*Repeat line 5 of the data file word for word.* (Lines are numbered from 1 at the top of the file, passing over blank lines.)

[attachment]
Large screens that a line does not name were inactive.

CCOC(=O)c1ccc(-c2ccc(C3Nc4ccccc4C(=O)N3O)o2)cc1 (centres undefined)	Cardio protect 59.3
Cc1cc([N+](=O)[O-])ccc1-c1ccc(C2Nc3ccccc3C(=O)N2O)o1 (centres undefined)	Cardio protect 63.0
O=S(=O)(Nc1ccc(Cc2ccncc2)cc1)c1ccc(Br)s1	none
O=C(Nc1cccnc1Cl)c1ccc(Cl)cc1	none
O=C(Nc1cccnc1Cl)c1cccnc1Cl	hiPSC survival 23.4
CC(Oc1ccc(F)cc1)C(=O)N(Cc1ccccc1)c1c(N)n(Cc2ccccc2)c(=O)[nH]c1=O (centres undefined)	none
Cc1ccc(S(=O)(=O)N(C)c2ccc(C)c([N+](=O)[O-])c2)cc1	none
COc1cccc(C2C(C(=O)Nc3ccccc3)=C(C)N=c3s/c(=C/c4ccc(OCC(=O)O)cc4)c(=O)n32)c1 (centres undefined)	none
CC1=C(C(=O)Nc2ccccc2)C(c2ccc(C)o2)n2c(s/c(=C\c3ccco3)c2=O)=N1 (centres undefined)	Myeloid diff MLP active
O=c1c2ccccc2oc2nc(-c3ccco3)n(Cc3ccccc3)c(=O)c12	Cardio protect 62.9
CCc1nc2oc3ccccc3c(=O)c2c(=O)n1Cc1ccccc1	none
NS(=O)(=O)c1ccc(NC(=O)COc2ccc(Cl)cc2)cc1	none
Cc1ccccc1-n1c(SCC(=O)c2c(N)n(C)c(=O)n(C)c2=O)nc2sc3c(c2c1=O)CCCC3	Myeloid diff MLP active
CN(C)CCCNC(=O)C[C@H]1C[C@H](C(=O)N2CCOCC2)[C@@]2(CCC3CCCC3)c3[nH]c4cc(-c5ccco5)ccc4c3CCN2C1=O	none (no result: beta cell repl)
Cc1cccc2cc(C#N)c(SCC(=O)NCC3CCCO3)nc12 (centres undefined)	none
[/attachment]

O=C(Nc1cccnc1Cl)c1ccc(Cl)cc1	none